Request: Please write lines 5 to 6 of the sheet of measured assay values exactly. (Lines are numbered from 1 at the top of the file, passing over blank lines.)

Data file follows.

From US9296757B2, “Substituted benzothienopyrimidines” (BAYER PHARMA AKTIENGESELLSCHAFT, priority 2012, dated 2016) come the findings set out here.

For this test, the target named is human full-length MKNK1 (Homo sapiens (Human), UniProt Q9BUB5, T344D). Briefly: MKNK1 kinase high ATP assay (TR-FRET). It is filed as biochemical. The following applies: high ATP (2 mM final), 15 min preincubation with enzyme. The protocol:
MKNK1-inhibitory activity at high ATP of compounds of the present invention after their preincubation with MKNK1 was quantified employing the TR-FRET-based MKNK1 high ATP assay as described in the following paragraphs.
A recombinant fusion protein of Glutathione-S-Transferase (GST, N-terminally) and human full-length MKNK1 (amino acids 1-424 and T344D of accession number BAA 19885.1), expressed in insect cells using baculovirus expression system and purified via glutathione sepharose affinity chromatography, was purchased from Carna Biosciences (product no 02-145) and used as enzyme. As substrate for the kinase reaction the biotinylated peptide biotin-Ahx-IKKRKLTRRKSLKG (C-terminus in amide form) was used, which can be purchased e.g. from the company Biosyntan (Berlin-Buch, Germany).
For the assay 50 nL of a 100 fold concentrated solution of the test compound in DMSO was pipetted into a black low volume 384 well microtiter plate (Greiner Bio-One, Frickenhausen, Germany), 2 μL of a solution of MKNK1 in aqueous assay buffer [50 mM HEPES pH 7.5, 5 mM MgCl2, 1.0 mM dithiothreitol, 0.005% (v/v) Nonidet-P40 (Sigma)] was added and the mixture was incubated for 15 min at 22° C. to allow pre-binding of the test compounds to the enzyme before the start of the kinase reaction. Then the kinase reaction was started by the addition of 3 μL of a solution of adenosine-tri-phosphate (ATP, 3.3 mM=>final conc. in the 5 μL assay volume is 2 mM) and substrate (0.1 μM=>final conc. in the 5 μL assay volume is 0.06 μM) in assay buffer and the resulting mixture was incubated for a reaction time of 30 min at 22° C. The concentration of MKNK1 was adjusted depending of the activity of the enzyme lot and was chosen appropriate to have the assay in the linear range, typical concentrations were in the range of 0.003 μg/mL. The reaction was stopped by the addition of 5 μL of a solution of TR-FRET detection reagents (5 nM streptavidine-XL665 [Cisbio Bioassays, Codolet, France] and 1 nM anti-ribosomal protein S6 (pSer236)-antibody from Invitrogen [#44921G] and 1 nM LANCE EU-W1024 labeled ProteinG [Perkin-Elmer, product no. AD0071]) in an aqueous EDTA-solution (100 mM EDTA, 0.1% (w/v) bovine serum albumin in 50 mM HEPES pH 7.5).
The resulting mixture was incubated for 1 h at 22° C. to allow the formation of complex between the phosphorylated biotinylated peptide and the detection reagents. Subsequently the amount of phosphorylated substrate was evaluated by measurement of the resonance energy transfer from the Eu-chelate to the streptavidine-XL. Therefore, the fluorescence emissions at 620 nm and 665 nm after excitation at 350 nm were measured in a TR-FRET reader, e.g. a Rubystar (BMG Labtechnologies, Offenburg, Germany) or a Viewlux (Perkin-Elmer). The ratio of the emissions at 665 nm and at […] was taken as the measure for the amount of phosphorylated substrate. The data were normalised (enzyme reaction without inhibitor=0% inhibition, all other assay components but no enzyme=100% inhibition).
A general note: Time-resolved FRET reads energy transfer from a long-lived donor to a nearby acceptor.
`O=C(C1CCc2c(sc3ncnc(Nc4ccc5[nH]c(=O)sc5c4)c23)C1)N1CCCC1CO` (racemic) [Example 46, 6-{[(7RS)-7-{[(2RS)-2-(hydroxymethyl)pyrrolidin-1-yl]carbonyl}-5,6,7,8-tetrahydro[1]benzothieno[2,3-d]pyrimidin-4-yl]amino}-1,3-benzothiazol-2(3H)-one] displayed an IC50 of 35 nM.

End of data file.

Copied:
For the assay 50 nL of a 100 fold concentrated solution of the test compound in DMSO was pipetted into a black low volume 384 well microtiter plate (Greiner Bio-One, Frickenhausen, Germany), 2 μL of a solution of MKNK1 in aqueous assay buffer [50 mM HEPES pH 7.5, 5 mM MgCl2, 1.0 mM dithiothreitol, 0.005% (v/v) Nonidet-P40 (Sigma)] was added and the mixture was incubated for 15 min at 22° C. to allow pre-binding of the test compounds to the enzyme before the start of the kinase reaction. Then the kinase reaction was started by the addition of 3 μL of a solution of adenosine-tri-phosphate (ATP, 3.3 mM=>final conc. in the 5 μL assay volume is 2 mM) and substrate (0.1 μM=>final conc. in the 5 μL assay volume is 0.06 μM) in assay buffer and the resulting mixture was incubated for a reaction time of 30 min at 22° C. The concentration of MKNK1 was adjusted depending of the activity of the enzyme lot and was chosen appropriate to have the assay in the linear range, typical concentrations were in the range of 0.003 μg/mL. The reaction was stopped by the addition of 5 μL of a solution of TR-FRET detection reagents (5 nM streptavidine-XL665 [Cisbio Bioassays, Codolet, France] and 1 nM anti-ribosomal protein S6 (pSer236)-antibody from Invitrogen [#44921G] and 1 nM LANCE EU-W1024 labeled ProteinG [Perkin-Elmer, product no. AD0071]) in an aqueous EDTA-solution (100 mM EDTA, 0.1% (w/v) bovine serum albumin in 50 mM HEPES pH 7.5).
The resulting mixture was incubated for 1 h at 22° C. to allow the formation of complex between the phosphorylated biotinylated peptide and the detection reagents. Subsequently the amount of phosphorylated substrate was evaluated by measurement of the resonance energy transfer from the Eu-chelate to the streptavidine-XL. Therefore, the fluorescence emissions at 620 nm and 665 nm after excitation at 350 nm were measured in a TR-FRET reader, e.g. a Rubystar (BMG Labtechnologies, Offenburg, Germany) or a Viewlux (Perkin-Elmer). The ratio of the emissions at 665 nm and at […] was taken as the measure for the amount of phosphorylated substrate. The data were normalised (enzyme reaction without inhibitor=0% inhibition, all other assay components but no enzyme=100% inhibition).